I think it’s high time we wrapped up, so here it is- the car you’ve all been waiting in suspense for. My best in show for Corvettes at Carlisle is this: a 1967 C2 Corvette Sting Ray Coupe with the 427 cubic inch V8. It’s not the split window, I know, but picking a ’63 would have been like ordering a plain glazed donut at Krispy Kreme. It’s the obvious choice. This ’67 model, on the other hand, still belongs to the classiest generation of Corvette, the C2. It’s also a coupe, which isn’t as desperate for attention as the convertible model (though I’d totally plonk down money for a convertible C2. Am I vain?). But what really separated this particular car from the rest was the absolutely faultless condition it was in. I don’t know what it is about Corvette owners in Québec- I saw a couple- but they take exceptional care of their vehicles. In short, this is the best example of the best version of the best generation of America’s great sports car. For me, that’s reason enough to give it the crown.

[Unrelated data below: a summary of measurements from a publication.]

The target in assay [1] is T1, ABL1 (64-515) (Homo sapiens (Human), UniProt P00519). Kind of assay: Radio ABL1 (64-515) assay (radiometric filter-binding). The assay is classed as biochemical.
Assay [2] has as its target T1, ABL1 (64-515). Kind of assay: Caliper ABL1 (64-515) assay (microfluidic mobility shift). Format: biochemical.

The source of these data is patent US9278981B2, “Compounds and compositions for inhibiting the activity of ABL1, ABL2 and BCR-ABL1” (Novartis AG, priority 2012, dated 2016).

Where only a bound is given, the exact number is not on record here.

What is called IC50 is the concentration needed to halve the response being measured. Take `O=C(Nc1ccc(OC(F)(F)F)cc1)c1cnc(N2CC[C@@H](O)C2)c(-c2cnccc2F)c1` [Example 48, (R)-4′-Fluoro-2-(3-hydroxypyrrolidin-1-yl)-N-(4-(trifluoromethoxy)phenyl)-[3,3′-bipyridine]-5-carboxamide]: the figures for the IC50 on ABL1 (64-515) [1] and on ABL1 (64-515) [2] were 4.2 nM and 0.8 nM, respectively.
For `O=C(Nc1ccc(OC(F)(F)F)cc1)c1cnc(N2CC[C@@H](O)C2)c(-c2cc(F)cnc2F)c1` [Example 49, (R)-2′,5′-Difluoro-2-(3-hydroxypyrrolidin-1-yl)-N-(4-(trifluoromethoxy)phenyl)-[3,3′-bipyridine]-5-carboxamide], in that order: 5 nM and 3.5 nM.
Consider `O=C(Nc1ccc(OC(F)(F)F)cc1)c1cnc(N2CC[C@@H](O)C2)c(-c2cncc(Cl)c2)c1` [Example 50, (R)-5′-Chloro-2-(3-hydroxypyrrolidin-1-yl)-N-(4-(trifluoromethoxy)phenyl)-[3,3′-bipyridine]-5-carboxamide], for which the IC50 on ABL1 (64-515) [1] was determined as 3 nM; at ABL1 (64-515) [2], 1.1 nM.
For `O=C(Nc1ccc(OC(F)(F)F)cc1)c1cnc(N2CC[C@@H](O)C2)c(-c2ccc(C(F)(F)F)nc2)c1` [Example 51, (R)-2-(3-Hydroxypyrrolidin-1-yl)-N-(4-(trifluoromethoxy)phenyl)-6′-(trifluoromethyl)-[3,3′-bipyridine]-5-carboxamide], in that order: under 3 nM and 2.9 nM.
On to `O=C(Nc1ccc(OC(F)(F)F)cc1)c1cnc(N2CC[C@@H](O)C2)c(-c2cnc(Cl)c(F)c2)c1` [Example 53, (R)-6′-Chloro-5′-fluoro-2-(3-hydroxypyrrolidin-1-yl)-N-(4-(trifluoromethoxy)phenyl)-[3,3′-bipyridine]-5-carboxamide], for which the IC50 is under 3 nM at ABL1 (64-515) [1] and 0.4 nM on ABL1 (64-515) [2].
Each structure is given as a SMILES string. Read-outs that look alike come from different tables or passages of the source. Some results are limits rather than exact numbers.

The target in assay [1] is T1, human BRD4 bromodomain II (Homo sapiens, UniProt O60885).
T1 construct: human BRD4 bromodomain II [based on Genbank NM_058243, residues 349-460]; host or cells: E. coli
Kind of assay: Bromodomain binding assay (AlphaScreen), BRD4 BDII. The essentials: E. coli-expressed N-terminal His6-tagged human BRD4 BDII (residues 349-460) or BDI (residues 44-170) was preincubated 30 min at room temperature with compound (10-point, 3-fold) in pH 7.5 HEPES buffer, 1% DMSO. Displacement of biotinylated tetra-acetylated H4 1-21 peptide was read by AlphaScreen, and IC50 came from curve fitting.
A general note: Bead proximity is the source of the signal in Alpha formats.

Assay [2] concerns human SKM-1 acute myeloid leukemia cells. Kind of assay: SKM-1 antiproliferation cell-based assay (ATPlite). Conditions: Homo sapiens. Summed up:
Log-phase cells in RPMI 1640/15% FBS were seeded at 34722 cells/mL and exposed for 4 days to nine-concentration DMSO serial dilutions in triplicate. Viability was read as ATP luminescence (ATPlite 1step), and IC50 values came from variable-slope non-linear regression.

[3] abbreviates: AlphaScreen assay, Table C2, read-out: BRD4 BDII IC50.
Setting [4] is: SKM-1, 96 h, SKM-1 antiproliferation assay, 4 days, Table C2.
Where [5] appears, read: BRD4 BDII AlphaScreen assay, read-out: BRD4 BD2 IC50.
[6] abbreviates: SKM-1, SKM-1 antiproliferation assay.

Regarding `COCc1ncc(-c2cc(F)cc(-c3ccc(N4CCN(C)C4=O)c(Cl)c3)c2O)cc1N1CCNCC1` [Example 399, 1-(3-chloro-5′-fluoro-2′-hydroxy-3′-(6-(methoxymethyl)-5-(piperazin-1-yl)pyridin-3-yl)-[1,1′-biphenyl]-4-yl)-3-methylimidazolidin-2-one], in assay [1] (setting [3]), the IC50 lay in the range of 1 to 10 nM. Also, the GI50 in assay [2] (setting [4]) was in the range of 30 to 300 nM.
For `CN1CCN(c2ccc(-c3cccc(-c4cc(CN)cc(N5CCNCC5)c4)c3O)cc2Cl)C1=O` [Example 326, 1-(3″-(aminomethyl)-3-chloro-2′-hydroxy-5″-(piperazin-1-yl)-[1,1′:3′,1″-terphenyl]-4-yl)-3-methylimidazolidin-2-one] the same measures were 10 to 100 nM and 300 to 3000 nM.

- Last year at Corvettes at Carlisle, they made a literal American flag out of Corvettes. more than 130 cars participated.
- There’s actually a Corvette museum in Kentucky, right near the factory. In 2014, a sinkhole opened up beneath one of the displays, swallowing 8 cars. They just made an exhibit out of it. If that’s not American ingenuity, then I don’t know what is.
- I lied a little bit earlier. There were technically 43 (or 44 depending on who you ask) Corvettes made in 1983 as prototype models. Most were destroyed, but one 1983 model survived and was sent to the Corvette museum. It was one of the eight cars eaten by the sinkhole, incidentally.
- That’s it for what seems to be becoming our yearly visit to the great state of Pennsylvania. For now, it’s back to New York. Hope to see you there.